Merging Multiple Git Repositories into a Monorepo Without Losing History
In the world of software development, there are times when you might need to consolidate multiple Git repositories into a single monolithic repository, commonly known as a “monorepo”. This can be due to various reasons such as easier codebase management, simplified dependency tracking, or just a change in the architectural decision. One of the challenges developers face during this transition is preserving the commit history of each individual repository.
In this blog post, we’ll walk you through a step-by-step guide on how to merge multiple Git repositories into a single monorepo without losing their commit histories.
Step 1: Prepare a New Repository
Start by creating a new empty repository which will serve as the monorepo.
mkdir monorepo cd monorepo git init
Step 2: Add Each Repository as a Remote
For each of the repositories you want to merge, add them as a remote to the new repository.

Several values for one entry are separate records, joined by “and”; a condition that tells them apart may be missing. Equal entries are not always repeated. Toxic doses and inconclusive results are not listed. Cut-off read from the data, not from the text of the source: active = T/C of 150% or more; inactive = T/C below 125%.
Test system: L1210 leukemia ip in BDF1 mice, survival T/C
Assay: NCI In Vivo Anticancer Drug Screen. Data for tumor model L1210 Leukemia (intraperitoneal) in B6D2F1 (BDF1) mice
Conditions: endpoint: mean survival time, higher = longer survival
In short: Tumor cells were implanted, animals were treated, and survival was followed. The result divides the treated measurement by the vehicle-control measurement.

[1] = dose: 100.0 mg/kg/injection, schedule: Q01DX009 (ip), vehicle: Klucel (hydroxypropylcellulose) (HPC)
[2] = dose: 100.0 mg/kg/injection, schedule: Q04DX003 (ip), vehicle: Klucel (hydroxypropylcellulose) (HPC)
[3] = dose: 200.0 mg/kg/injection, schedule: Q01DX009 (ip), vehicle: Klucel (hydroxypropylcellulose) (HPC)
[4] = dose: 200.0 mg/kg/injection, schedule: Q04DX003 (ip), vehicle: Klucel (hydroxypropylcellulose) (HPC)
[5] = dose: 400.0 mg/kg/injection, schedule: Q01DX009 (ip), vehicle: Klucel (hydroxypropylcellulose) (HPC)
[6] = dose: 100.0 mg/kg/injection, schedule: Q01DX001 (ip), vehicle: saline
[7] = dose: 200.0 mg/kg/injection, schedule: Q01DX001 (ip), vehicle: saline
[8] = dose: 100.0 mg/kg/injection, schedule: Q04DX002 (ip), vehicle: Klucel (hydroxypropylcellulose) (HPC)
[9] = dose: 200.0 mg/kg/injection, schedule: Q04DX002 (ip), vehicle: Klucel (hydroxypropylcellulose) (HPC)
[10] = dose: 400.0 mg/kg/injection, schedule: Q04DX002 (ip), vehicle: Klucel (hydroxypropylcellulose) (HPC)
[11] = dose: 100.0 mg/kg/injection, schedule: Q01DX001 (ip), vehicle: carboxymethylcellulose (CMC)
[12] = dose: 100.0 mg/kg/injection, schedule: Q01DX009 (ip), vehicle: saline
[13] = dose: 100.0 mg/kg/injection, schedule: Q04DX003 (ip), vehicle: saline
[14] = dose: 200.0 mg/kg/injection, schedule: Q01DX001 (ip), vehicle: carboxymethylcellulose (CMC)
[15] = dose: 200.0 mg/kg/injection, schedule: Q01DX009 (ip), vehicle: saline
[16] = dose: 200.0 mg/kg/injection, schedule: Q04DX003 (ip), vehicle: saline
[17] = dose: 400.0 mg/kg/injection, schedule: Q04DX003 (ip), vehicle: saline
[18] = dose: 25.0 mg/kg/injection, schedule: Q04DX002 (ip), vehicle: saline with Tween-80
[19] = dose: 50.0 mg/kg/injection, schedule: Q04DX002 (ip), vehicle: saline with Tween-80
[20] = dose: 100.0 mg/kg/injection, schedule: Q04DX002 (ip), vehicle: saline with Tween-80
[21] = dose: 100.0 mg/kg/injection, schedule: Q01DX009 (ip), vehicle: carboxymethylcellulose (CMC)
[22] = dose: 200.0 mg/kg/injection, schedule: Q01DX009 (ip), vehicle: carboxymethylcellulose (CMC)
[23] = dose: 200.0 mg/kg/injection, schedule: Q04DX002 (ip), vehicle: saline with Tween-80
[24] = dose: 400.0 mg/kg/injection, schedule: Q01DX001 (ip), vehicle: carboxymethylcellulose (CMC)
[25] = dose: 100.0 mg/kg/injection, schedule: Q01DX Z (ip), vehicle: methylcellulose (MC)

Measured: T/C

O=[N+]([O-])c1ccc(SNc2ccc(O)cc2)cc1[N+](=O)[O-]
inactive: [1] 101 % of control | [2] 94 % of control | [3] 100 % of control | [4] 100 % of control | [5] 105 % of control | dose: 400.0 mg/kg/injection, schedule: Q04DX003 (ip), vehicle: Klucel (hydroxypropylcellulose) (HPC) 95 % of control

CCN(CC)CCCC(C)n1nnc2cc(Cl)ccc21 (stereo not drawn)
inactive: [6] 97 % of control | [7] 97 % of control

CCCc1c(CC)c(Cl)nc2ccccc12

git remote add application <path_or_url_to_application_repo> git remote add backend <path_or_url_to_backend_repo>
Step 3: Fetch the Histories
Fetch the histories of all the repositories.
git fetch --all
Step 4: Create a Branch for Each Repository
For clarity, create a branch for each repository’s history.
git branch application_branch application/master git branch backend_branch backend/master
Step 5: Merge Each Repository into the Monorepo
For each repository, create a directory in the monorepo, and use
git read-tree to merge the repository into that directory. This will keep the history intact.
# For the application repo git checkout -b merge_application mkdir application git read-tree --prefix=application/ -u application_branch git commit -m "Merged application repo into monorepo" git checkout master git merge merge_application # For the backend repo git checkout -b merge_backend mkdir backend git read-tree --prefix=backend/ -u backend_branch git commit -m "Merged backend repo into monorepo" git checkout master git merge merge_backend
Step 6: Clean Up
Once you’ve merged all the repositories, you can remove the temporary branches and remote references.
git branch -d merge_application git branch -d merge_backend git remote remove application git remote remove backend
Step 7: Push to Remote
If you want to push the monorepo to a remote repository (e.g., GitLab), you can do so now.
git remote add origin <url_to_your_gitlab_monorepo> git push -u origin master
By following these steps, you’ll have a monorepo with the
backend repositories merged into their respective subdirectories, with their histories intact. This approach ensures that you don’t lose any valuable commit history while transitioning to a monorepo architecture.